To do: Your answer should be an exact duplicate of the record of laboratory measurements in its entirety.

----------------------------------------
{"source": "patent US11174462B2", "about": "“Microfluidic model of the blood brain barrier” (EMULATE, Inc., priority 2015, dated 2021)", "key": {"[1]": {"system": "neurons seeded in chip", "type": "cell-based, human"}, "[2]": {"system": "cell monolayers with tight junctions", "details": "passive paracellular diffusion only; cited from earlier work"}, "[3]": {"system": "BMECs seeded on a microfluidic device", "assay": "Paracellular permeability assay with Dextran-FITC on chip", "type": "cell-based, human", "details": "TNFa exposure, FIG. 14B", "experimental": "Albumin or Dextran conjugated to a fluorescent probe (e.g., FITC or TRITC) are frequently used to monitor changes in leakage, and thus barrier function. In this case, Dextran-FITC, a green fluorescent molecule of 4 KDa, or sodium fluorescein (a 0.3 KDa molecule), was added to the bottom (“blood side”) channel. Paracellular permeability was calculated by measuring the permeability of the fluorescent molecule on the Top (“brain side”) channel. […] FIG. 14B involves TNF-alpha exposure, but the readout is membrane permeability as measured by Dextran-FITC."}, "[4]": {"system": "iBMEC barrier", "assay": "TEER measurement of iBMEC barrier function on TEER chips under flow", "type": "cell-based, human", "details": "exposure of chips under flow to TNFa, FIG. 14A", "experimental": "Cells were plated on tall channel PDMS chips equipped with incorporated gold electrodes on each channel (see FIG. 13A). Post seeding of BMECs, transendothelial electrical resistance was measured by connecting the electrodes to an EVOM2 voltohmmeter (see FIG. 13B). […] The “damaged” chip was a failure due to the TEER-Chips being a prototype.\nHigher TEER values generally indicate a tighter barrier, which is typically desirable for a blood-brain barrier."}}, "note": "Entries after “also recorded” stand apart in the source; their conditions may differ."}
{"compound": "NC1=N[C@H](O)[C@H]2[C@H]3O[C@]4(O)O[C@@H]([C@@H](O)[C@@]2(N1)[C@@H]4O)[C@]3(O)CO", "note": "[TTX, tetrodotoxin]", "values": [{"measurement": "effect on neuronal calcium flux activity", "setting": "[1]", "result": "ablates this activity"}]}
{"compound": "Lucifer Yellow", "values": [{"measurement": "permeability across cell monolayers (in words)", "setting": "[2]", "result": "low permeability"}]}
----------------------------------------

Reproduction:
{"source": "patent US11174462B2", "about": "“Microfluidic model of the blood brain barrier” (EMULATE, Inc., priority 2015, dated 2021)", "key": {"[1]": {"system": "neurons seeded in chip", "type": "cell-based, human"}, "[2]": {"system": "cell monolayers with tight junctions", "details": "passive paracellular diffusion only; cited from earlier work"}, "[3]": {"system": "BMECs seeded on a microfluidic device", "assay": "Paracellular permeability assay with Dextran-FITC on chip", "type": "cell-based, human", "details": "TNFa exposure, FIG. 14B", "experimental": "Albumin or Dextran conjugated to a fluorescent probe (e.g., FITC or TRITC) are frequently used to monitor changes in leakage, and thus barrier function. In this case, Dextran-FITC, a green fluorescent molecule of 4 KDa, or sodium fluorescein (a 0.3 KDa molecule), was added to the bottom (“blood side”) channel. Paracellular permeability was calculated by measuring the permeability of the fluorescent molecule on the Top (“brain side”) channel. […] FIG. 14B involves TNF-alpha exposure, but the readout is membrane permeability as measured by Dextran-FITC."}, "[4]": {"system": "iBMEC barrier", "assay": "TEER measurement of iBMEC barrier function on TEER chips under flow", "type": "cell-based, human", "details": "exposure of chips under flow to TNFa, FIG. 14A", "experimental": "Cells were plated on tall channel PDMS chips equipped with incorporated gold electrodes on each channel (see FIG. 13A). Post seeding of BMECs, transendothelial electrical resistance was measured by connecting the electrodes to an EVOM2 voltohmmeter (see FIG. 13B). […] The “damaged” chip was a failure due to the TEER-Chips being a prototype.\nHigher TEER values generally indicate a tighter barrier, which is typically desirable for a blood-brain barrier."}}, "note": "Entries after “also recorded” stand apart in the source; their conditions may differ."}
{"compound": "NC1=N[C@H](O)[C@H]2[C@H]3O[C@]4(O)O[C@@H]([C@@H](O)[C@@]2(N1)[C@@H]4O)[C@]3(O)CO", "note": "[TTX, tetrodotoxin]", "values": [{"measurement": "effect on neuronal calcium flux activity", "setting": "[1]", "result": "ablates this activity"}]}
{"compound": "Lucifer Yellow", "values": [{"measurement": "permeability across cell monolayers (in words)", "setting": "[2]", "result": "low permeability"}]}